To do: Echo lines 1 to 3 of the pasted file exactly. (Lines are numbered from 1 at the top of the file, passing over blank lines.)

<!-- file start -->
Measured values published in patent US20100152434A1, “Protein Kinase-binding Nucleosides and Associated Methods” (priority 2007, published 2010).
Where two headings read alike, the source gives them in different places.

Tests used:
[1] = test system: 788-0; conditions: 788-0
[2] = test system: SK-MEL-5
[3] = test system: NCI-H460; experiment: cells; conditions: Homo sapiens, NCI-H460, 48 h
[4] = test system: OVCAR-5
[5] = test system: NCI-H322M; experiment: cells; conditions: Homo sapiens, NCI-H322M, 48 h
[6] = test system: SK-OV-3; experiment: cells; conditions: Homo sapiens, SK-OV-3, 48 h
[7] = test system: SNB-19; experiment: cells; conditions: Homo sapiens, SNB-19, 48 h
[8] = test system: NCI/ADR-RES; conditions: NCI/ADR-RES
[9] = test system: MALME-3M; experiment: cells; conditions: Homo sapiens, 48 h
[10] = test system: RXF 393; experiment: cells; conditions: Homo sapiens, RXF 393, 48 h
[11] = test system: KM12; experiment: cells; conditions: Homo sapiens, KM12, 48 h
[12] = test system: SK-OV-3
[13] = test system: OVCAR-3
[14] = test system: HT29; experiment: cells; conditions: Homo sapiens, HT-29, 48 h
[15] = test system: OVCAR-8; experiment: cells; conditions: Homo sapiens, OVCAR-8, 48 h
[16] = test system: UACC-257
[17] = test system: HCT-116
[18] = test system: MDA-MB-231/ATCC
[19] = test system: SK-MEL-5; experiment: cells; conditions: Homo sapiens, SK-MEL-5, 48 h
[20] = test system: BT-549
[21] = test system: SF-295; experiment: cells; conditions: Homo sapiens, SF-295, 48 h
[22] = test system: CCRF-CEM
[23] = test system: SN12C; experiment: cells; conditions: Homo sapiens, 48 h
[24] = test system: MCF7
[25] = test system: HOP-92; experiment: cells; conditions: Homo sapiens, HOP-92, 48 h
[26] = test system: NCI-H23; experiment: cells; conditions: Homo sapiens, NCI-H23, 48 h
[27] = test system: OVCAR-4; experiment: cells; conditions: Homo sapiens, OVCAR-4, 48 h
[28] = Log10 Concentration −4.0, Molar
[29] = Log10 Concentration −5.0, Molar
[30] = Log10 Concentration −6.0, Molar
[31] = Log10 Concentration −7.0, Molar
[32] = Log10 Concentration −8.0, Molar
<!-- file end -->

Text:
Measured values published in patent US20100152434A1, “Protein Kinase-binding Nucleosides and Associated Methods” (priority 2007, published 2010).
Where two headings read alike, the source gives them in different places.

Tests used: